20 years under Putin: a timeline

On June 15, American Enterprise Institute hosted a discussion on the threat Vladimir Putin’s regime poses to Western countries and institutions. How should Washington deal with Putin’s support of populist movements in the EU, and counter the Kremlin’s cyberattacks, interventions in elections, and constant threat of military intervention? These and other questions were addressed by the AEI’s Director of Russian Studies Leon Aron and U.S. representative Adam Smith (D-WA).


Adam Smith (left) and Leon Aron at the AEI headquarters in Washington, D.C. Photo: Youtube. 


Adam Smith:

  • Russia is bent on undermining Western democracy and institutions such as NATO and the EU.
  • Seen through this lens, Russia’s actions in Crimea and the Donbas are more the result of anti-Westernism than they are specifically about Ukraine itself.
  • Putin fears chaos, and believes that people cannot govern themselves. He wants to make the case that liberal democracy doesn’t work as a form of government.
  • The West must strengthen its alliances if it is to deter further Russian aggression. Russia poses a significant threat to the West, its way of life, and its ability to prosper.
  • That being said, the key to global peace and prosperity is not unipolarity, but rather multipolarity—a world in which a number of countries (Russia, China, Brazil, the U.S., etc.) manage and influence global affairs.
  • The West did not do enough to include Russia in Western institutions after the end of the Cold War. Russia resented this, and consequently, the Kremlin began to see NATO enlargement as a security threat.
  • Putin must leave power if any significant improvements are to be made in U.S.-Russian relations.
  • Russia needs to succeed as a country if its people are to see the benefits of participating in the liberal world order.
  • That is why sanctions that negatively affect the Russian people (i.e. the Russian economy) could easily backfire.


Leon Aron: What should the United States’ plan be in Syria, especially vis-à-vis Russia?


  • The United States’ most viable option is to accept a stalemate and partition the country.
  • Ultimately, Russia’s main goal in Syria is to keep Assad in power.
  • The United States should stop wasting time negotiating a solution with Moscow. 


  • Nowadays, reality can be very easily shaped and distorted because of how quickly messaging can spread online through social media.
  • The United States needs to start countering Russia’s information warfare with its own targeted messaging—particularly to the Russian people.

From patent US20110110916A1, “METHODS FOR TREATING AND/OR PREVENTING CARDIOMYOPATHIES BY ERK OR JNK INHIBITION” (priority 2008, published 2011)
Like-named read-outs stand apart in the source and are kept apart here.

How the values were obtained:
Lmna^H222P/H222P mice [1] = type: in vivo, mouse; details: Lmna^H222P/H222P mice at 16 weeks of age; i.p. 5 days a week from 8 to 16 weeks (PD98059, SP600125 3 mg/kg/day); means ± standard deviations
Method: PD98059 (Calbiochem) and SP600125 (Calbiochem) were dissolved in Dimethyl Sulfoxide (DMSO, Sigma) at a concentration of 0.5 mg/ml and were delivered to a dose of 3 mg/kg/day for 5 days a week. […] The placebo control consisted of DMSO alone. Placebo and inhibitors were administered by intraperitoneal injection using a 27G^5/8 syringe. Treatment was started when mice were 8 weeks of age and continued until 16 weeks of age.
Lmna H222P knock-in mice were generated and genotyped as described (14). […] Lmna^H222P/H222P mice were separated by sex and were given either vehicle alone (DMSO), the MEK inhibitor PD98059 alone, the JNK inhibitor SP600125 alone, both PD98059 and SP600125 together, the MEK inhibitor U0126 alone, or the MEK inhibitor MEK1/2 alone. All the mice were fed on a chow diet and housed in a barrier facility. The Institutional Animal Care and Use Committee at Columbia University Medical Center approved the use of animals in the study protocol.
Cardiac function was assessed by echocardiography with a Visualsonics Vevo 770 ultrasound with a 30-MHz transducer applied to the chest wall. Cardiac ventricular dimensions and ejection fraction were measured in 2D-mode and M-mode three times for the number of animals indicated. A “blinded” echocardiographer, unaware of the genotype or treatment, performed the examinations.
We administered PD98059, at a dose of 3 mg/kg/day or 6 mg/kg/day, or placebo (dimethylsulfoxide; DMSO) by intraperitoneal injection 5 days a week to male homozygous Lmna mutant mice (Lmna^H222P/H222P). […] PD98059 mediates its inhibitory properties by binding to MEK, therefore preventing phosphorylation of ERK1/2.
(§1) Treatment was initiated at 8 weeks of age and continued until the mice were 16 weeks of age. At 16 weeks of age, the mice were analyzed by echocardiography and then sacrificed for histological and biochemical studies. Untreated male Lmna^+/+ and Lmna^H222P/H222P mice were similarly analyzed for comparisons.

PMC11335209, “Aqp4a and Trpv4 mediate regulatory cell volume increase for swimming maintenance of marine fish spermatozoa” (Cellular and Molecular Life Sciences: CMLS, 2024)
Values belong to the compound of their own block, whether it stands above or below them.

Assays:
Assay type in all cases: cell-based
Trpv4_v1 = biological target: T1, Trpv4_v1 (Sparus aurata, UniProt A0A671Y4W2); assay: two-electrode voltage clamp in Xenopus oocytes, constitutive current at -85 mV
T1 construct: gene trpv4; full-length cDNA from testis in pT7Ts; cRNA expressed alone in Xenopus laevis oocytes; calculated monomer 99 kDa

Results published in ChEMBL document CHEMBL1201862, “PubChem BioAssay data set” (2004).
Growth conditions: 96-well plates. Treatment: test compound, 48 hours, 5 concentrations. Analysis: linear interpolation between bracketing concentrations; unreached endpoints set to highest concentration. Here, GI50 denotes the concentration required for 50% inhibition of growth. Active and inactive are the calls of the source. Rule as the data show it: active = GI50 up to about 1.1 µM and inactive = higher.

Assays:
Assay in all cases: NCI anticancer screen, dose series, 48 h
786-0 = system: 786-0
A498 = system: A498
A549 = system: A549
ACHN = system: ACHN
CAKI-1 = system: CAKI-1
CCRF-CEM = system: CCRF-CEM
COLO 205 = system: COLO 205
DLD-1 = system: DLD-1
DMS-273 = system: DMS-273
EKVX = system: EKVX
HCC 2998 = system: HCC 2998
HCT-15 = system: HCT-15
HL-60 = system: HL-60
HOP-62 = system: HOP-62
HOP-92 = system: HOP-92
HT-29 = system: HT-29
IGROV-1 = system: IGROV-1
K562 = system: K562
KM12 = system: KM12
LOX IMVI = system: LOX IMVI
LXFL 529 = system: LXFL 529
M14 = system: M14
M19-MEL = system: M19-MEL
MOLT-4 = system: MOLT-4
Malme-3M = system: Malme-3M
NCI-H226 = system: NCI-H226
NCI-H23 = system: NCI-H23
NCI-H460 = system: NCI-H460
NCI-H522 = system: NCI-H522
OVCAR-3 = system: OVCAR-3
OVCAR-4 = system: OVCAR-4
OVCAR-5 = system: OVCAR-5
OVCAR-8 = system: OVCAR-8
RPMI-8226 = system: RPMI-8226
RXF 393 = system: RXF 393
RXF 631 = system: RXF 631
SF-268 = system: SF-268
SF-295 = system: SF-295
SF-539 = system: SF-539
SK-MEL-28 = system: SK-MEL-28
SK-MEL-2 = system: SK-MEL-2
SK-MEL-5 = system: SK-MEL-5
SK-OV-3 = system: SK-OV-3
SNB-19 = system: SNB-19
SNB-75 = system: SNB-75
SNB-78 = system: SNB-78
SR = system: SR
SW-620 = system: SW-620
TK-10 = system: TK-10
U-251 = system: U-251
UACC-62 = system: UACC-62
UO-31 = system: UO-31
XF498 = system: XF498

• The main message should be that Putin has been failing the Russian people. It is important that the U.S. develop a “cyber” version of Voice of America.
  • The United States should not allow its opponents to dominate the global communications space.



  1. Can you describe in greater detail what your recent “Russia strategy” bill looks like, and what its chances of succeeding are?


  • Ultimately, the bill calls on the Trump administration to put together a strategy to:
    • increase the U.S. presence in Eastern Europe;
    • dedicate resources to cyberspace and cyber strategy;
    • better understand Russia’s information warfare and messaging tactics;
    • strengthen Western institutions (such as NATO and the EU).
  • There is generally a great deal of bipartisan support for action on Russia, although the House seems somewhat more reluctant than the Senate.
  • A major problem is that the more desperate Russia becomes (i.e. in terms of the economy), the more it is driven by harmful internal forces, such as nationalism.
  • Consequently, American policy should focus more on creating economic opportunity for the Russian people, rather than backing the country into a corner – such a strategy could easily backfire, playing into Putin’s “victimhood/return-to-greatness” narrative.
  • Sanctions should target Putin’s inner circle, rather than the Russian economy as a whole.


  1. What are your comments on the recent Bloomberg report that as many as 39 U.S. states were affected by Russian hacking efforts?


  • The United States must reevaluate the security of its voting system.
  • Just because the U.S. can’t definitively prove that Russia altered the course of the election, that doesn’t mean that Moscow’s attempts were insignificant.
  • People vote based on both explicit and subliminal information—so any meddling, no matter how serious, should be of concern.


  1. Considering the recent election in Iran, with the hardliners having suffered a defeat, is there any chance that the United States could draw Iran away from Russia’s sphere of influence, and back to its own?


  • It is challenging to predict how this might play out under the Trump administration—the President is very hawkish on Iran, but very soft on Russia. Considering that the two countries are major allies, it is unclear how this cognitive dissonance will affect U.S. foreign policy over the next few years.
  • In any event, the United States should not be choosing sides over the Sunni/Shiite divide. Instead, it should try to act as a mediator of sorts, working to broker an understanding between the two sides.


You can watch full video of the event below: